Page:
The other and possibly most important new addition to Ocarina of Time 3D is, well, the 3D. Some people will say that the 3D on the Nintendo 3DS is a gimmick and devalue what it can add to games. The addition of 3D here in Ocarina of Time greatly enhances the game, perhaps not on adding to the game in the way it plays (it sure looks neat when aiming) but it adds atmosphere to the game, this atmosphere couldn’t be added any other way. The effect is best when you’re playing with darkness around you and with headphones even more so. You’re staying in the world of Hyrule through this box. It pops out at you and immerses you. Walking through the forest and there’s particles of fairy dust, the heat effects in the Fire Temple and when underwater, it all helps the game pop. This isn’t a “pop out of the screen” effect, but it helps the game come to life for me. This 3D effect in addition to the redone animations, upgraded character models for both Link and enemies is nothing short of superb. The game’s new framerate also makes the world of Hyrule look better than ever. It isn’t an entirely new game, this has to be said; there’s little bits of the old game hiding in here but for the most part, it’s all beautiful. One thing I did notice is that the game feels a lot ’smaller’, whether this is just to the screen being smaller and it’s a trick of the mind or something else. Moblins which where huge and scary in the Forest Temple are now feel much less foreboding.
In my mind, it’s best to play Ocarina of Time 3D with the 3D adjusting to the mood. In the heat of the battle of a boss fight or a timed run you’ll want the 3D down low or off, for slower parts of the game and cutscenes crank it up and enjoy what the 3D has to offer. I personally had to keep it off max 3D strength though, my eyes just couldn’t take it at maximum. It feels like it has the same 3D ‘effect’ as Pilotwings. If you chose to play exclusively in 2D, you’ll get anti-aliased edges on everything making it look silky smooth.
Ocarina of Time’s soundtrack has luckily been mostly unchanged in this edition. I say slightly because it feels slightly different to how I remember it. In an Iwata Ask’s feature they mentioned they had tweaked some tracks and you can tell. The choice to keep the tracks in their ‘MIDI’ form will annoy some but this is how I remember them – that’s how they should be. From the moment you boot up the game the music nostalgia will flow from the speakers and into your ears. Each new area you explore (or re-explore) will bring back memories. If you’ve never played it before, get ready to add another soundtrack to your library. There’s one entirely brand new track in the game though, but you’ll have to finish the game at least once to see it.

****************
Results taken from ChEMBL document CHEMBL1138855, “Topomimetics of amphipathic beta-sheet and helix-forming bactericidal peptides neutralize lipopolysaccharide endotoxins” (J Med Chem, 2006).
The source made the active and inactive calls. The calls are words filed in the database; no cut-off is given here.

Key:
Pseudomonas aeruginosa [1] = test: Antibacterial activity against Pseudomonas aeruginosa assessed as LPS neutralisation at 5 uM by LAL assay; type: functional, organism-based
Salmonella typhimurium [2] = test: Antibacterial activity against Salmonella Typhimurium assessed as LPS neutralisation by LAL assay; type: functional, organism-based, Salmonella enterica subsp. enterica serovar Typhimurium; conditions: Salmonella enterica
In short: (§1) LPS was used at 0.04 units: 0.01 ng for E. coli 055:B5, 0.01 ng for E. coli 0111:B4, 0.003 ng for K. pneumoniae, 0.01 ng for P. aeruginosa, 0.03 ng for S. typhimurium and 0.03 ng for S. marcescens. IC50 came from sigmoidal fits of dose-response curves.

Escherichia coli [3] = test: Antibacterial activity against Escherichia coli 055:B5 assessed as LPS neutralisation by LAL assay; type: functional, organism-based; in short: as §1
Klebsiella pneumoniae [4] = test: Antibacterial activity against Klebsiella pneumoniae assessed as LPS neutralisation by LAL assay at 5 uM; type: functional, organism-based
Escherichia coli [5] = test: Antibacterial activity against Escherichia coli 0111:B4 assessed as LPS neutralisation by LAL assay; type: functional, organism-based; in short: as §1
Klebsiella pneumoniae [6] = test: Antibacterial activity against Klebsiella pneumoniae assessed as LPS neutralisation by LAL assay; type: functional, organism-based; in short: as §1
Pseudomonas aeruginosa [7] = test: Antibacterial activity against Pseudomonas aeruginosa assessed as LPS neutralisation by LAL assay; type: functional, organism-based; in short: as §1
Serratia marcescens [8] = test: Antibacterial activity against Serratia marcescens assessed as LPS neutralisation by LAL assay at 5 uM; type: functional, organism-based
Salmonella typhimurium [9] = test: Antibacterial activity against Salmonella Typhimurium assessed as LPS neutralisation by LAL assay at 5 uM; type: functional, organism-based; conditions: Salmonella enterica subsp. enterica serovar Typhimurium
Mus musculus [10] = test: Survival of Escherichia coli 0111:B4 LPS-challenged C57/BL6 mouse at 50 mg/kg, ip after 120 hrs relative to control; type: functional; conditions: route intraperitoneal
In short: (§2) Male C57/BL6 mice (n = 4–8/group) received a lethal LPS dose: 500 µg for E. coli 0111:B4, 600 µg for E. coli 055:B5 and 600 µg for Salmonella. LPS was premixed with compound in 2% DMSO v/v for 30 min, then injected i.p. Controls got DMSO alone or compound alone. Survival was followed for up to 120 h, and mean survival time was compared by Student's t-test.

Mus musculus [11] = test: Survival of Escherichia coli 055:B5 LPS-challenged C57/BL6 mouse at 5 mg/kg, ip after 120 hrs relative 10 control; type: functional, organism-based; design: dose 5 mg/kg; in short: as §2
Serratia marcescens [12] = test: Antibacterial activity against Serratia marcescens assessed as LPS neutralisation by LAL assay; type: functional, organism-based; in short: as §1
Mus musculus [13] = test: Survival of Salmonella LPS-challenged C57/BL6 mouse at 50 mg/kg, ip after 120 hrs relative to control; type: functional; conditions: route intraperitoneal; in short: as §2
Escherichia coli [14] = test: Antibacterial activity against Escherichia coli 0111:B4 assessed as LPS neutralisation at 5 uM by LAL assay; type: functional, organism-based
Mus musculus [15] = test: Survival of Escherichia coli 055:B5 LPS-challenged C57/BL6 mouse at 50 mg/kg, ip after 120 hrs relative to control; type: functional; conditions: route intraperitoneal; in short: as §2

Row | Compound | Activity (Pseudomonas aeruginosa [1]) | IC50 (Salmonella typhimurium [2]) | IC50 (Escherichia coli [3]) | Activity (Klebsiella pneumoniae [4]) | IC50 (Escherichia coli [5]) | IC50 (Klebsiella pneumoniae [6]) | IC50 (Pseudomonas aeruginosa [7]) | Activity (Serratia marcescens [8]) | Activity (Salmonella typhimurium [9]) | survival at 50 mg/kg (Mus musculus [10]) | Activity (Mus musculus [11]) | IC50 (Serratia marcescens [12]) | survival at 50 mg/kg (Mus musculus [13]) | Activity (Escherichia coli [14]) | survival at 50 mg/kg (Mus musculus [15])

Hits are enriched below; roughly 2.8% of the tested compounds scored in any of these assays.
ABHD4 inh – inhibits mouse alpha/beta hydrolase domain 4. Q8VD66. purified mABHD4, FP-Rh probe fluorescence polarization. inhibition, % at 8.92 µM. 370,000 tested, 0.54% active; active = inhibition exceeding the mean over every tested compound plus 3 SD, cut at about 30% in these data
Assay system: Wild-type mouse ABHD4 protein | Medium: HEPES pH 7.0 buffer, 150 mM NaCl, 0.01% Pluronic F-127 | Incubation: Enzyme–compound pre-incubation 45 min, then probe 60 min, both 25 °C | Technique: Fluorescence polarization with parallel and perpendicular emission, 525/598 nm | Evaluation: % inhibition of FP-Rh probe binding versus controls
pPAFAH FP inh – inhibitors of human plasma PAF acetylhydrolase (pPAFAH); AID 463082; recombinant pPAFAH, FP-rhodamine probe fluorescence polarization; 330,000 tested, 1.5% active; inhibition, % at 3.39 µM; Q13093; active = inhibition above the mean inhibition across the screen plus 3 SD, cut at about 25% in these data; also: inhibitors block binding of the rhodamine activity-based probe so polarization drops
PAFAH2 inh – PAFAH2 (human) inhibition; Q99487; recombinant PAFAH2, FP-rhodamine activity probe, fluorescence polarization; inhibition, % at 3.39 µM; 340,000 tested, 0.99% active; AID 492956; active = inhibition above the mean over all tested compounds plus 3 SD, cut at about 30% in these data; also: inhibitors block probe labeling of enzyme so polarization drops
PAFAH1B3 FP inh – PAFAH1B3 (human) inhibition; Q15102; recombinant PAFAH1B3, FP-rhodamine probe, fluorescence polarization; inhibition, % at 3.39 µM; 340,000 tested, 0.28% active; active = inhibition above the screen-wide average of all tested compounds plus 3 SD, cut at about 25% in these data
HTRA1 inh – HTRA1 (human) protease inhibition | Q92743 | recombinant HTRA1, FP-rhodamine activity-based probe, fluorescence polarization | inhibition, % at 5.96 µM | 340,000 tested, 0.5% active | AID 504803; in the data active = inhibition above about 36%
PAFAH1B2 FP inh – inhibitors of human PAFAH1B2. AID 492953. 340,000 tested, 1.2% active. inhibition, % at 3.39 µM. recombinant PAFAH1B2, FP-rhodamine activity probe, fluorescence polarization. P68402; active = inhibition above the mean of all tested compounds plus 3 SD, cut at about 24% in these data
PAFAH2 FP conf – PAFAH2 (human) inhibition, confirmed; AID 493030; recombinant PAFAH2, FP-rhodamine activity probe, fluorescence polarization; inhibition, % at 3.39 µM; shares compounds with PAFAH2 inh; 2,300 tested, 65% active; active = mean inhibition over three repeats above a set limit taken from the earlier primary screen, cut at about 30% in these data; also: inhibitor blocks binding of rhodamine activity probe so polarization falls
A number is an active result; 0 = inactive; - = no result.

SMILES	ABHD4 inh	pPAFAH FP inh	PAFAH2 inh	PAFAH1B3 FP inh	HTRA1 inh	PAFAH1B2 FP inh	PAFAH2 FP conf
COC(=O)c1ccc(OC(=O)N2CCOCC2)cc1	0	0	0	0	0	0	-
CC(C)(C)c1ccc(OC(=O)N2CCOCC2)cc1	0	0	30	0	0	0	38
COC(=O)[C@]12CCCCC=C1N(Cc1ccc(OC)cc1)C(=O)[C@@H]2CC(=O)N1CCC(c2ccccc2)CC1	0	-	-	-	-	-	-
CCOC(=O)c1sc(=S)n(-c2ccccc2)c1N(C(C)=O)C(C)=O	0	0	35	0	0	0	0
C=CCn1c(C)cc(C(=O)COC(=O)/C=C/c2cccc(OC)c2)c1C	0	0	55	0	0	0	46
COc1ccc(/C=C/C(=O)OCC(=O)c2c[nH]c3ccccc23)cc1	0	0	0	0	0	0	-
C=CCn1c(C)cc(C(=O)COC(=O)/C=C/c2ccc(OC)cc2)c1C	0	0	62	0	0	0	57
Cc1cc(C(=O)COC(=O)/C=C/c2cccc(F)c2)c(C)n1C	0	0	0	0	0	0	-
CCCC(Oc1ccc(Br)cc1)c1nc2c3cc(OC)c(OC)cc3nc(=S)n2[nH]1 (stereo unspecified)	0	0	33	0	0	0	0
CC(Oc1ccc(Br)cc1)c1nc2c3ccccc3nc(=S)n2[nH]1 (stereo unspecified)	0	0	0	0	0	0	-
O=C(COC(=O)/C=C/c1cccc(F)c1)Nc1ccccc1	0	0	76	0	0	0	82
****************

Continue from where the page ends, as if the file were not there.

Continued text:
You’ll want to finish the game too or you won’t be able to unlock the Master Quest. This remixed version of the game flips the game world from left to right and remixes all the dungeons and puzzles. Things will be out of order and with everything flipped, it’s even harder again. But wait there’s more, not only is everything not as you remember but the damage the world and enemies deals to you has been almost quadrupled. For a Zelda veteran like me, it’s really really hard. Nintendo even added a boss rush mode so you can ‘relive’ the game’s boss battles as dreams from Link’s childhood bed. You can even take them all on in a row to test your mettle. It’s a nice addition for the competitive people out there.
The Legend of Zelda: Ocarina of Time 3D offers something different for everyone. For veterans, it’ll be a chance to relive the game with the addition of 3D and motion controls. For people new to the franchise and who never played the original, you’ve got the chance to enjoy one of the best games of all time updated and upgraded to modern standards but without it losing what made it so great in the first place. Even you, the people who have completed it 50 times over will have something to do here.
Certainly not pushing the Nintendo 3DS to the absolute limit but in no way a disappointing looking game. The 3D adds a new layer and figurative and literal dimension to the game that you cant get anywhere else. It truly is a beautiful game.
The classic game you all know adapted to the new console its on perfectly. New controls allow you to play through the game better than you ever did before. Ocarina of Time was a pioneer of so much and even today stands above others.
The classic soundtrack returns and is truly the definition of timeless. Classic Zelda noises are here in abundance. Whipping out the Ocarina of Time and warping to Death Mountain with the Bolero of Fire brings back memories.
One of the first real Nintendo 3DS games you can sink your teeth into. Veterans will cruise through the game, but Master Quest will test even the best. Theres more to Ocarina of Time than simple a game. Its history.
My favourite game ever, in portable form. I havent been able to put it down. It pains me to review this game, because you dont play it, you experience it.